If you are looking for cheap car insurance, that quest will be easier to accomplish in some states than in others. Indeed, drivers in Louisiana can expect to pay the highest auto insurance rates in the nation while those in Maine pay the lowest on average. That is among the findings of the latest Insure.com survey of major car insurance carriers that pegged the national average for auto insurance at $1,510.
This is the fourth year for the Insure.com survey, one that examines six large carriers: Allstate, Farmers, Geico, Nationwide, Progressive and State Farm. Information was pulled from 10 zip codes per state and is based on a single, 40-year-old male who commutes 12 miles to work each day. This hypothetical driver has good credit, a clean driving record and policy limits of 100/300/50 for injury liability, all injuries and property damage in an accident respectively. A $500 deductible on collision and comprehensive car insurance applies.
Of course, other factors do apply including the type of vehicle driven, but the Insure.com survey reveals stark contrasts in car insurance costs across the nation. For the Louisiana driver, an average annual premium of $2,699 can be expected. For the Maine driver, that cost is just $934. Thus, a Bayou State driver might pay about three times as much for similar car insurance than a Pine Tree State driver would.
Insure.com explains that there are a number of factors that impact auto insurance costs including the way a state sets up its car insurance system, the percentage of drivers that are uninsured, road conditions and the number of drivers competing for business. Louisiana’s rates are high because it has a high rate of comprehensive claims as the insured recover losses following natural disasters. The state also leads in the number bodily injury claims.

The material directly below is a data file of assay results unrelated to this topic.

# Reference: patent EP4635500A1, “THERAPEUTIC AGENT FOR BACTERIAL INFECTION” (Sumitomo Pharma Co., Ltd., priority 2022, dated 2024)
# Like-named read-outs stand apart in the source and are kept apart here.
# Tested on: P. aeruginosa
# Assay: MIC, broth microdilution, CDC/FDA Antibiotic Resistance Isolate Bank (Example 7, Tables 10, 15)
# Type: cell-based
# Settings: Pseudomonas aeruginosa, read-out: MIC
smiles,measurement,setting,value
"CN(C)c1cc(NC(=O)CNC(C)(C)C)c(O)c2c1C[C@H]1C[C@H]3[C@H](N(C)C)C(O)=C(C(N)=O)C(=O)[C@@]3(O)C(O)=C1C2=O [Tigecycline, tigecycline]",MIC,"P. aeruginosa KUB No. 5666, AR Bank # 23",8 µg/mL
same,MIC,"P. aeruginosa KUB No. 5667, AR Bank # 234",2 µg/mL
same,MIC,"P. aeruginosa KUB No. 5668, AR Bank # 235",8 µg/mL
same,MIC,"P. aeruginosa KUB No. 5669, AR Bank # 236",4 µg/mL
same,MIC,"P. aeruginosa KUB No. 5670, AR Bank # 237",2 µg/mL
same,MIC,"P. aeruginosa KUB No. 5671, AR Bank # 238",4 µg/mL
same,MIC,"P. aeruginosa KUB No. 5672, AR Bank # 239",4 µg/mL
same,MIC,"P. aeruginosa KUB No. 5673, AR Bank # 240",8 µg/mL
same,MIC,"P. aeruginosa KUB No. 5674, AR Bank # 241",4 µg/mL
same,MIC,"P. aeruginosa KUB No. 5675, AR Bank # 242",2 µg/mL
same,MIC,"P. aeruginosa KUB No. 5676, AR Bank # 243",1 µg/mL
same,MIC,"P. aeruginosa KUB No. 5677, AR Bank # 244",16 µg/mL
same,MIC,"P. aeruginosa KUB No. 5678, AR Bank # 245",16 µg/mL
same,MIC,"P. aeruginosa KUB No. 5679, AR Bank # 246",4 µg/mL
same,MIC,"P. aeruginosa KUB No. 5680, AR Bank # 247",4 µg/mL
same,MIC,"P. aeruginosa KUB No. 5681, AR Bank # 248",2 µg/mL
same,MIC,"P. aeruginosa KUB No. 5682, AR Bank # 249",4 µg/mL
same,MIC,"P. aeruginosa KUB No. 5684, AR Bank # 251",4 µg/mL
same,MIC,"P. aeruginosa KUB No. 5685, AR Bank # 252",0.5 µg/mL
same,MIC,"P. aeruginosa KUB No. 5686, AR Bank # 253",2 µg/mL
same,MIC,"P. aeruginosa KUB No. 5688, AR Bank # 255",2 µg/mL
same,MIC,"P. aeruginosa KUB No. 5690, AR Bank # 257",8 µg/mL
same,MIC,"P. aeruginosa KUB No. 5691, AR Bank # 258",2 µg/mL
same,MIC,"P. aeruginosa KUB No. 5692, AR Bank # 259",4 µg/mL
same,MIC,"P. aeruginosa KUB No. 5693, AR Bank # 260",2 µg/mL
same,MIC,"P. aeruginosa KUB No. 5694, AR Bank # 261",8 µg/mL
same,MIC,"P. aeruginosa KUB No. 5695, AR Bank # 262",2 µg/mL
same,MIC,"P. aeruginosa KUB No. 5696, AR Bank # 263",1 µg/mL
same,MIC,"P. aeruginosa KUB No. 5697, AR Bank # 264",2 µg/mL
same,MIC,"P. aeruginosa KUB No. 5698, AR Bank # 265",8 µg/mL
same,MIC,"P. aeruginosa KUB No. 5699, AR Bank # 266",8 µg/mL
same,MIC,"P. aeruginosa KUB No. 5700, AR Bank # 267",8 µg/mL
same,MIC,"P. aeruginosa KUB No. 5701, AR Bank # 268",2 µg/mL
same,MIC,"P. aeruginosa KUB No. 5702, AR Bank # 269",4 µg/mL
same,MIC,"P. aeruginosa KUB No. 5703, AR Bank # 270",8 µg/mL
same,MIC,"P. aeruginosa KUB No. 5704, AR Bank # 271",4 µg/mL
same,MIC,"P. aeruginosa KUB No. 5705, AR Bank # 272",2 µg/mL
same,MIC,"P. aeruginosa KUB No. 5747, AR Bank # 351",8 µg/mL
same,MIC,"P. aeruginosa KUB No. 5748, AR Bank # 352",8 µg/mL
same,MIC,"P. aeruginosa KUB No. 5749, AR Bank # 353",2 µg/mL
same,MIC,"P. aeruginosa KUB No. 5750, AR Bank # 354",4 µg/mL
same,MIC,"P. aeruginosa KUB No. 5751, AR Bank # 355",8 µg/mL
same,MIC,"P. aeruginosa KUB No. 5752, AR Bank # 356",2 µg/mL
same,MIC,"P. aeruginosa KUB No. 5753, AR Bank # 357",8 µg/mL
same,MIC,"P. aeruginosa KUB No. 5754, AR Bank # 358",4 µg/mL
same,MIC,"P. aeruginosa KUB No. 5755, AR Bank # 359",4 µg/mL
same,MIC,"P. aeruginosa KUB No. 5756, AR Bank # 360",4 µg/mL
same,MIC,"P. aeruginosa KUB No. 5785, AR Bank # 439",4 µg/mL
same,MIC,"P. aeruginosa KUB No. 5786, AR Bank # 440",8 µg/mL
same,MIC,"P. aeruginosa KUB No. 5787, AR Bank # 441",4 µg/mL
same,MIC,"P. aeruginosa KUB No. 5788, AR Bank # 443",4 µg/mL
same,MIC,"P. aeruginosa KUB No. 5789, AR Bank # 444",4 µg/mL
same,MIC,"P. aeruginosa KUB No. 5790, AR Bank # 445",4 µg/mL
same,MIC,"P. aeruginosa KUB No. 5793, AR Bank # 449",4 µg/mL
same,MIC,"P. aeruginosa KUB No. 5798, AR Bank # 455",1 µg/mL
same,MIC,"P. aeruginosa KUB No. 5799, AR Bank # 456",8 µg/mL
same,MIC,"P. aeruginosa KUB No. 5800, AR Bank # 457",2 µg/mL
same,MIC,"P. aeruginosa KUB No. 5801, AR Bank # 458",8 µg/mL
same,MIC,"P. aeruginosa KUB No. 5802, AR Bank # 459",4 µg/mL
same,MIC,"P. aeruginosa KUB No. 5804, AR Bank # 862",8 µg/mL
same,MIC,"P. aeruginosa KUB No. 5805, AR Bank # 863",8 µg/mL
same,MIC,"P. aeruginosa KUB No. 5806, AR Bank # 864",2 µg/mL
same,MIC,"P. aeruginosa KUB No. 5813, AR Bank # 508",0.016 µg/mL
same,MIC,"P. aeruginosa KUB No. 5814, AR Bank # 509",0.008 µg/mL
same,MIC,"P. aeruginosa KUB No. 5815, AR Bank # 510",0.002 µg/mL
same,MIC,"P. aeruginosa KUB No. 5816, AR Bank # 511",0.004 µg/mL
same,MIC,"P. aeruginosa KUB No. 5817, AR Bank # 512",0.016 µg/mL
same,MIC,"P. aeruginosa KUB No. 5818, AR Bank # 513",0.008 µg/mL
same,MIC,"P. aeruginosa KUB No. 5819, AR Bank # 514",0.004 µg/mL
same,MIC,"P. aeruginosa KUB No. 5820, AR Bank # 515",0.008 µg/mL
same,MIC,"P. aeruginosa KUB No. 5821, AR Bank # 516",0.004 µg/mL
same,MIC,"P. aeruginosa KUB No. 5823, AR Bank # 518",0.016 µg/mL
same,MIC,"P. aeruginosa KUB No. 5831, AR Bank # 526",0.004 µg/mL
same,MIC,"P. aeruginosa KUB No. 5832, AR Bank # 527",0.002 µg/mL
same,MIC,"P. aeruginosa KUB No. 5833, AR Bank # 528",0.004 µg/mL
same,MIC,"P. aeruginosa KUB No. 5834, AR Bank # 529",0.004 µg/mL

Maine’s low rates can be attributed in part to its rural landscape. Cities are small, overall traffic is light and drivers are used to taking to the road in all kinds of weather. The state also has a graduated licensing program in place, one that places restrictions on young drivers. Its a three-step licensing program that gradually provides greater responsibility as the driver matures. By age 18, young drivers are able to enjoy full driving privileges.
Michigan also has very high auto insurance rates with that average coming in at $2,520. Much of its elevated cost can be attributed to guaranteeing unlimited, lifetime personal injury protection, a benefit for the treatment of injuries sustained from a car accident. This generous provision also means that PIP claims have surged, rising from an average of $13,617 in 2000 to $44,138 in 2012. That increase is borne by consumers, but it also means that some people have been priced out of the system.
Car Insurance Reform
State reform is possible and can result in lower rates across the board for drivers. New Jersey had long been the most expensive place for car insurance, but reforms that began in the 1980s and picked up steam in the 1990s soon began to bear fruit.
Under former governor Jim McGreevey auto insurance rates began to fall for Garden State drivers as the state adopted a special car insurance policy to help reduce the number of uninsured drivers. New companies began to enter the market and existing companies quit canceling policies with some seeking out new business. Ongoing state oversight has managed to keep car insurance costs contained.
Your choice in vehicle bought will have a large bearing on your cost of auto insurance. Amy Danise, editorial director of Insure.com, noted that “Louisiana can’t catch a break” and that drivers can save money by choosing the cheapest car in the state to insure, the Jeep Patriot Sport, while avoiding the Mercedes-Benz S65 AMG Sedan, the most expensive vehicle. Similar differences in vehicle costs across the nation can yield stark differences in car insurance rates.
“Even if you live in a state with high average rates you can probably reduce your bill,” said Danise. “Shopping around is the best way to save the biggest amount. But, even if you don’t want to switch insurers, you can ask your company if you’re getting all possible discounts and check insurance rates before you buy your next car – similar vehicles can have large insurance differences.”
Drivers can also assume greater risk by raising their deductibles. The example given featured deductibles of $500 each for comprehensive and collision. Raising that amount to at least $1,000 can drive down rates considerably.
Auto insurance reform usually begins with consumers who voice their frustration with the current system to their legislators. It took New Jersey decades to achieve real car insurance reform and although the state is currently ranked 12th and paying above the national average, its $1,697 average is well below Louisiana and just $187 above the current national average. Contact your state legislators to insist on changes including perhaps adopting or strengthening a graduated licensing program for young drivers.
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